Both types of tests are designed to produce a “bell curve”, with items below, on, and above a child’s age and/or grade level. The average child scores between 90 and 110 on an IQ test (CogAT scores on a different scale), and in the 50th percentile on an achievement test like the Stanford. Admissions directors and GT program directors are looking for children who score above average, usually those with IQ scores  above 120 and scores in at least the 90th percentile on achievement tests. The threshold for admissions varies from school to school and district to district. (Bronson and Merryman argue that an IQ of 120 and scores in the 90th percentile in children as young as kindergarten are not predictive of later success in school.)

Now, I know a little bit about teaching children who are gifted and talented; I have been a certified GT teacher for 13 of my 14 years as a teacher. I have taught GT students in regular classroom settings, which also included students with Special Education needs, English as a Second Language learners, on-grade level students, and students at-risk because of low socioeconomic status (SES). I have pulled out small groups of GT children from their regular classrooms for enrichment and taught classes made up almost entirely of GT students. I currently teach at an independent school in Houston, and most of the kids I teach are considered above level in intelligence and achievement. I have administered the NNAT, the SAT, and the TAKS (Texas Assessment of Knowledge and Skills). Repeatedly. I also served on committees that analyzed applications to GT programs and made decisions about which children were accepted.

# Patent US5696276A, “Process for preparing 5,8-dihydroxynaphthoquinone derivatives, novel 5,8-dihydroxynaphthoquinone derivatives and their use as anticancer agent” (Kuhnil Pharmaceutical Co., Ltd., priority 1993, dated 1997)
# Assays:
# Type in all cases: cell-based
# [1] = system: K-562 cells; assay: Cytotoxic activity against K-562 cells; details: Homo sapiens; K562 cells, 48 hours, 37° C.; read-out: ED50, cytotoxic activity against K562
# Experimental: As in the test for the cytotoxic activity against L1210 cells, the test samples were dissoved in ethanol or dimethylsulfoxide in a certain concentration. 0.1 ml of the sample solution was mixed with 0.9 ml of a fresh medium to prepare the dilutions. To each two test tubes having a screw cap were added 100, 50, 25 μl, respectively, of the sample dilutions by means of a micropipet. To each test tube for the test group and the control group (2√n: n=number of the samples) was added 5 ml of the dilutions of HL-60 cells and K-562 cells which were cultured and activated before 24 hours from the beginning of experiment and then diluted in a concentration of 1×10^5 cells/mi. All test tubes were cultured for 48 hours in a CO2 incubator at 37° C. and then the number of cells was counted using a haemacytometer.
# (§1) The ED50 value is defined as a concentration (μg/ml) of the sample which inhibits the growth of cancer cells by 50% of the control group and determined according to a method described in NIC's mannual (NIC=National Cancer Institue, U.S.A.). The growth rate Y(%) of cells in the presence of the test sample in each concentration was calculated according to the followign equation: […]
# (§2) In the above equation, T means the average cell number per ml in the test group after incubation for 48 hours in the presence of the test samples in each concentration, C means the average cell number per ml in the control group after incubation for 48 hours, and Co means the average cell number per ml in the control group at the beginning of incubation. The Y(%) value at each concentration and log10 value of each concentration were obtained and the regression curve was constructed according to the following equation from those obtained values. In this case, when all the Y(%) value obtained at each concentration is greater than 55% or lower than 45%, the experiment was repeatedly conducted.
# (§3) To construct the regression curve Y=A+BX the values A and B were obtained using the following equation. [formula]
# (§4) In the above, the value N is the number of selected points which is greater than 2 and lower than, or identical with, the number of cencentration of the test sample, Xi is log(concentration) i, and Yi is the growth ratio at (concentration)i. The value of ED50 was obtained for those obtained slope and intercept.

So. I know a little bit about assessing and instructing GT children. As a teacher who has invested considerable time and effort in this arena, the authors ruffled my professional feathers a bit at first.

After some  reflection, I realized that the authors do make a compelling case for the flaws in the GT/private school admissions process:

  • many schools/districts test children prior to or in kindergarten, and this test determines whether or not children qualify for Gifted and Talented programs or are admitted to private schools